Re: Did man originally speak a single language?
Moorad Alexanian (alexanian@UNCWIL.EDU)
Sun, 01 Nov 1998 15:25:34 -0500 (EST)
At 01:47 PM 10/31/98 -0500, George Murphy wrote:
>Glenn R. Morton wrote:
>> The Bible says that there was an original language that all men spoke.
>> Within the past decade some linguists have found evidence of a former unity
>> among languages. Not all linguists accept this data, but Joseph Greenberg
>> (one of the foremost linguists of this century who produced the
>> classification of African languages now in use) and Merritt Ruhlen have
>> argued for much wider connections among the languages. One of the ways
>> such connections are found is in the same sound being used in different
>> languages and language families (cognates). Ruhlen presents a lot of data
>> on three of the words which indicate a former connection. The word I am
>> going to relate is water. The same sound is found over the world
>> representing either water, or activities in and on water, including
>> drinking, lakes, rivers, creeks etc.
> An interesting post. I am also not a linguist & don't even play one on TV,
>but my father was a classical philologist, so I picked up some of the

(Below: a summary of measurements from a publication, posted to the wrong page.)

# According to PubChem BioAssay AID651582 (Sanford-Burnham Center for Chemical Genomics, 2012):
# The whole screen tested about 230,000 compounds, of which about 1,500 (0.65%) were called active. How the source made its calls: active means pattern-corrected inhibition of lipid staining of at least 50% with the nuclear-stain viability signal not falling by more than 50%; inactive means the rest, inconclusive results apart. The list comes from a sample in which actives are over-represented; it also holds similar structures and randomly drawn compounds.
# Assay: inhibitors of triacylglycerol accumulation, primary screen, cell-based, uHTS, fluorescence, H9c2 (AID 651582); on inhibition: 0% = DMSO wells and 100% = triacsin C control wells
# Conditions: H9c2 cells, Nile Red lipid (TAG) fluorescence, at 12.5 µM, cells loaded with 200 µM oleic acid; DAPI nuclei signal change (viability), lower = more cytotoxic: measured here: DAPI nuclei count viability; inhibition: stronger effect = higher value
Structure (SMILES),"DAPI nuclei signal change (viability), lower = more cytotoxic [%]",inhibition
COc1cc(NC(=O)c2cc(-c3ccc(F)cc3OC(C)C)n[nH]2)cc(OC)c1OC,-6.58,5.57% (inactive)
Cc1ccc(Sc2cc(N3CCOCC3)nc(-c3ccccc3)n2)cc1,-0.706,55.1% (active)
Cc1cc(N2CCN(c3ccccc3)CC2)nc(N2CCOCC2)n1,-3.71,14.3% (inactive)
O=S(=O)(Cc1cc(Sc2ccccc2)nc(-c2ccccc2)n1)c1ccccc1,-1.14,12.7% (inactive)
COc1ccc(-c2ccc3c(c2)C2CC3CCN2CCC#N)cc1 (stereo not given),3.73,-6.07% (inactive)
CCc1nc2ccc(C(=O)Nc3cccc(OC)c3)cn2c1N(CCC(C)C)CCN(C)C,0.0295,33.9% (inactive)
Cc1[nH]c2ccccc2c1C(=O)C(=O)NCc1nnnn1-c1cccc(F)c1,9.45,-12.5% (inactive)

>warnings against "false etymologies" &c. A few comments -
> 1) One would expect such relationships if humanity had a unitary origin,
>apart from possible connections with Gen.11 - in which we are given no
>the extent to which the tongues were confused.
> 2) A detailed list such as in your post is helpful but is to some extent
>overkill. We know that the Romance languages are derived largely from
>similarity of Portugese, Rumanian &c words doesn't really add evidence.
The same would
>be true of some other language families.
> 3) It's interesting that neither Hebrew (mayim) nor Greek (hydor) has
>words for water that fit the "aqua" pattern. Maybe there are rarer words
> 4) English "water" & a lot of other northern European common terms for the
>substance (German Wasser, Irish uisce, Russian voda &c) can be connected
>udan & appear to go back to an original Indo-European root, whose Latin
>unda, "wave". Why some Indo-European languages "chose" a water-related
word & some
>an aqua-related one as their primary term is one of the interesting
questions in such
> 5) The fact that one can relate "water" to the Latin word for "wave"
>there _may_ be connections between a word for water in one language and a
>related" word in another. But it often doesn't work. A primitive word for
>probably couldn't be analyzed in modern scientific fashion into "lots of
>together". In many languages there is no connection - water/river,
>hydor/potamos, mayim/nahar &c. Thus relating words for anything but just
plain water to
>aqua may be a bit of a stretch.
> (My Hungarian-American doctoral advisor told me the curious fact that the
>sentence "The train is coming" sounds the same in Hungarian & Finnish. But
>because "The train" in Hungarian sounds like "is coming" in Finnish & vice
>George L. Murphy
In Armenian the word for water is "chur" which I do not see how it fits with